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Water: Safe Drinking Water Act

Basic Information

The Safe Drinking Water Act (SDWA) was originally passed by Congress in 1974 to protect public health by regulating the nation's public drinking water supply. The law was amended in 1986 and 1996 and requires many actions to protect drinking water and its sources: rivers, lakes, reservoirs, springs, and ground water wells. (SDWA does not regulate private wells which serve fewer than 25 individuals.) For more information see:

SDWA authorizes the United States Environmental Protection Agency (US EPA) to set national health-based standards for drinking water to protect against both naturally-occurring and man-made contaminants that may be found in drinking water. US EPA, states, and water systems then work together to make sure that these standards are met.

Millions of Americans receive high quality drinking water every day from their public water systems, (which may be publicly or privately owned). Nonetheless, drinking water safety cannot be taken for granted. There are a number of threats to drinking water: improperly disposed of chemicals; animal wastes; pesticides; human wastes; wastes injected deep underground; and naturally-occurring substances can all contaminate drinking water. Likewise, drinking water that is not properly treated or disinfected, or which travels through an improperly maintained distribution system, may also pose a health risk.

Originally, SDWA focused primarily on treatment as the means of providing safe drinking water at the tap. The 1996 amendments greatly enhanced the existing law by recognizing source water protection, operator training, funding for water system improvements, and public information as important components of safe drinking water. This approach ensures the quality of drinking water by protecting it from source to tap.

SDWA applies to every public water system in the United States. There are currently more than 160,000 public water systems providing water to almost all Americans at some time in their lives.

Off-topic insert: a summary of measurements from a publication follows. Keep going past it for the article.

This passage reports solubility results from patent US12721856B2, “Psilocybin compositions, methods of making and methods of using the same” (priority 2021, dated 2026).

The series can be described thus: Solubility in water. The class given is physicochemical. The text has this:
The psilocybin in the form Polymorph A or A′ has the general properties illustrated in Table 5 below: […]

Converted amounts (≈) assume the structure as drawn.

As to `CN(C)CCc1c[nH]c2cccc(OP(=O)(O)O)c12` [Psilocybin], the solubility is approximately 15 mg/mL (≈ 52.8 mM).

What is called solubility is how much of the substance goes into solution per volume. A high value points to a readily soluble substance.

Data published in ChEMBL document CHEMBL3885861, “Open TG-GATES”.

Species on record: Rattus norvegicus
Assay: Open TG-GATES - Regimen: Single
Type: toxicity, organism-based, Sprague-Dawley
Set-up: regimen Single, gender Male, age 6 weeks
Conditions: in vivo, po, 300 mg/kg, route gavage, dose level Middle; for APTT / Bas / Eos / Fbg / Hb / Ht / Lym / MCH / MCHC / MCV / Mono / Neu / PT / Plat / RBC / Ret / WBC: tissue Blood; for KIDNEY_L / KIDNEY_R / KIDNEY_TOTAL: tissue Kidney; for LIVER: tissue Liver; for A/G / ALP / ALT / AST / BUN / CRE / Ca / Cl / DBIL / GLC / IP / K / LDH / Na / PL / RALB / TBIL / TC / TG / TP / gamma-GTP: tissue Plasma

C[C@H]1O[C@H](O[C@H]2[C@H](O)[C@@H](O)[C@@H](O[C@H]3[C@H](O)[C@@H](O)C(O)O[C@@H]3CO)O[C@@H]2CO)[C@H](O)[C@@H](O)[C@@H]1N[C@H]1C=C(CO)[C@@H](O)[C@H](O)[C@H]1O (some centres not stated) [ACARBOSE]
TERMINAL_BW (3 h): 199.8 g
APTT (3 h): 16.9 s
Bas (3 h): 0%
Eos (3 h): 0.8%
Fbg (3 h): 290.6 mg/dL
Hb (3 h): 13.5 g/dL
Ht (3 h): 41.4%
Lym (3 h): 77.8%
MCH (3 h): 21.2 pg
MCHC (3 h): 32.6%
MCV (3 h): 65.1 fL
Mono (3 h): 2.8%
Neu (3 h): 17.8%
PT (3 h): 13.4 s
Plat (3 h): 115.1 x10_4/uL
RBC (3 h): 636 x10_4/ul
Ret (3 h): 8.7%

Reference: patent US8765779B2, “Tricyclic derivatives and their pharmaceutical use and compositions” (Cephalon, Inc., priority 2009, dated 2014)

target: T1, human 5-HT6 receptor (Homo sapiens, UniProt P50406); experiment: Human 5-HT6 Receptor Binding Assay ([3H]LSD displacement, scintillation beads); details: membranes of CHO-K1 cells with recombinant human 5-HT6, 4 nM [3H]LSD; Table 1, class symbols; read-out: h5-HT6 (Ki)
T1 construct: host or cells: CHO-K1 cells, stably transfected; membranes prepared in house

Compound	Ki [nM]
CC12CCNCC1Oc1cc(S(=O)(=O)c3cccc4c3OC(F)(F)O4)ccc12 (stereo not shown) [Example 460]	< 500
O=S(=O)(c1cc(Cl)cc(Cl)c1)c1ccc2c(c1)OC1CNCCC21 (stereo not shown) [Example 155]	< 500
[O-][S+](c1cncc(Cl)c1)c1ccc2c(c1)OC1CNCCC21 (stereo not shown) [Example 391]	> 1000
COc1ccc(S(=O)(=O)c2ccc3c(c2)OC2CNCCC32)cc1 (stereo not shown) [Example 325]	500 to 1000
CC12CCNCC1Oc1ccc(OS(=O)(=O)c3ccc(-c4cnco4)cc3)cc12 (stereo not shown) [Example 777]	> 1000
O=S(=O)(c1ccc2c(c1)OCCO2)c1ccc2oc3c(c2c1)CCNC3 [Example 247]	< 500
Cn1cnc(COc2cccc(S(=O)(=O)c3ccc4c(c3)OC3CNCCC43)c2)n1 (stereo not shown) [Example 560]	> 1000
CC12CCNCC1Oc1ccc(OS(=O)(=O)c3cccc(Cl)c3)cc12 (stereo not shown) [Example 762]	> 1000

Fact Sheets - The following fact sheets were created in commemoration of the anniversary.(ALL ABOUT PDF FILES)

SDWA Fact Sheets

The following fact sheets provide basic information about various aspects of SDWA:

  • Understanding the Safe Drinking Water Act
    EPA 816-F-04-030 June 2004
  • PDF (291 K PDF FILE, 4 pgs)

  • Drinking Water Costs & Federal Funding
    EPA 816-F-04-038 June 2004
  • PDF (139 K PDF FILE, 2 pgs)

  • Drinking Water Standards & Health Effects
    EPA 816-F-04-037 June 2004
  • PDF (149 K PDF FILE, 2 pgs)

  • Drinking Water Treatment
    EPA 816-F-04-034 June 2004
  • PDF (250 K PDF FILE, 3 pgs)

  • Drinking Water Monitoring, Compliance, and Enforcement
    EPA 816-F-04-031 June 2004
  • PDF (150 K PDF FILE, 3 pgs)

  • Protecting Drinking Water Sources
    EPA 816-F-04-032 June 2004
  • PDF (146 K PDF FILE, 2 pgs)

  • U.S. EPA's Program to Regulate the Placement of Waste Water and other Fluids Underground
    EPA 816-F-04-040 June 2004
  • PDF (155 K PDF FILE, 2 pgs)

  • Public Access to Information & Public Involvement
    EPA 816-F-04-039 June 2004
  • PDF (280 K PDF FILE, 3 pgs)

  • Water Facts
    EPA 816-F-04-036 June 2004
  • PDF (121 K PDF FILE, 2 pgs)

  • Glossary
    EPA 816-F-04-035 June 2004
  • PDF  (166 K PDF FILE, 3 pgs)

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